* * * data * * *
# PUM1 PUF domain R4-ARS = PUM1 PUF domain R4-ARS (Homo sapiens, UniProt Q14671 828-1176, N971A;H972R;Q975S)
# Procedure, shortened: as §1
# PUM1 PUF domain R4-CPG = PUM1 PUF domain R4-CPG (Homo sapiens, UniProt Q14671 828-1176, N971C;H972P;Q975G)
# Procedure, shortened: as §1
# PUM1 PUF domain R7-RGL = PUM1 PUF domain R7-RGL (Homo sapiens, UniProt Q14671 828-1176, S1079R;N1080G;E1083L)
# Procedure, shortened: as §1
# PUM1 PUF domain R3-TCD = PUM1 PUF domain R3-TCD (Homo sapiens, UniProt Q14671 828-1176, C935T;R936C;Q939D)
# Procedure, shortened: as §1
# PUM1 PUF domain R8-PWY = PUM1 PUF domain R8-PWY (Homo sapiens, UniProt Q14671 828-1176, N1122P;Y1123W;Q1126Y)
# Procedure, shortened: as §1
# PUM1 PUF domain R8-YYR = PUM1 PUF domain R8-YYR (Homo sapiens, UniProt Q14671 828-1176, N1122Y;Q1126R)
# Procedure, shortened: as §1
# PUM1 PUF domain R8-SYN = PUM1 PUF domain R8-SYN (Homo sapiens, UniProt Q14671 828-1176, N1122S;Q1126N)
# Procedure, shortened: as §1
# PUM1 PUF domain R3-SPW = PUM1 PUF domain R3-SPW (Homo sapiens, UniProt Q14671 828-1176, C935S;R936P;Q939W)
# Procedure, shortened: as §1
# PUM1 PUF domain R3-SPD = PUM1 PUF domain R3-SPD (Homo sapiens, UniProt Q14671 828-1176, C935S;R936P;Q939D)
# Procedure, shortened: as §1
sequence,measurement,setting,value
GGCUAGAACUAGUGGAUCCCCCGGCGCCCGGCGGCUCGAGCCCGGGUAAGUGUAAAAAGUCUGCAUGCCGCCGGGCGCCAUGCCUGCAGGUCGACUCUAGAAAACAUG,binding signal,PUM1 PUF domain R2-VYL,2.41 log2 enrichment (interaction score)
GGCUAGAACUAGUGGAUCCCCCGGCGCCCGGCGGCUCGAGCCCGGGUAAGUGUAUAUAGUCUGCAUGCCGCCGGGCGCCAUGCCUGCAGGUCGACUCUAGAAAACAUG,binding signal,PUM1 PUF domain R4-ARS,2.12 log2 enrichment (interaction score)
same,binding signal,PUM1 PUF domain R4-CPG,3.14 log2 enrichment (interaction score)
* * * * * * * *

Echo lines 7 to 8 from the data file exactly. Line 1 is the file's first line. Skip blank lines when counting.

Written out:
# PUM1 PUF domain R3-TCD = PUM1 PUF domain R3-TCD (Homo sapiens, UniProt Q14671 828-1176, C935T;R936C;Q939D)
# Procedure, shortened: as §1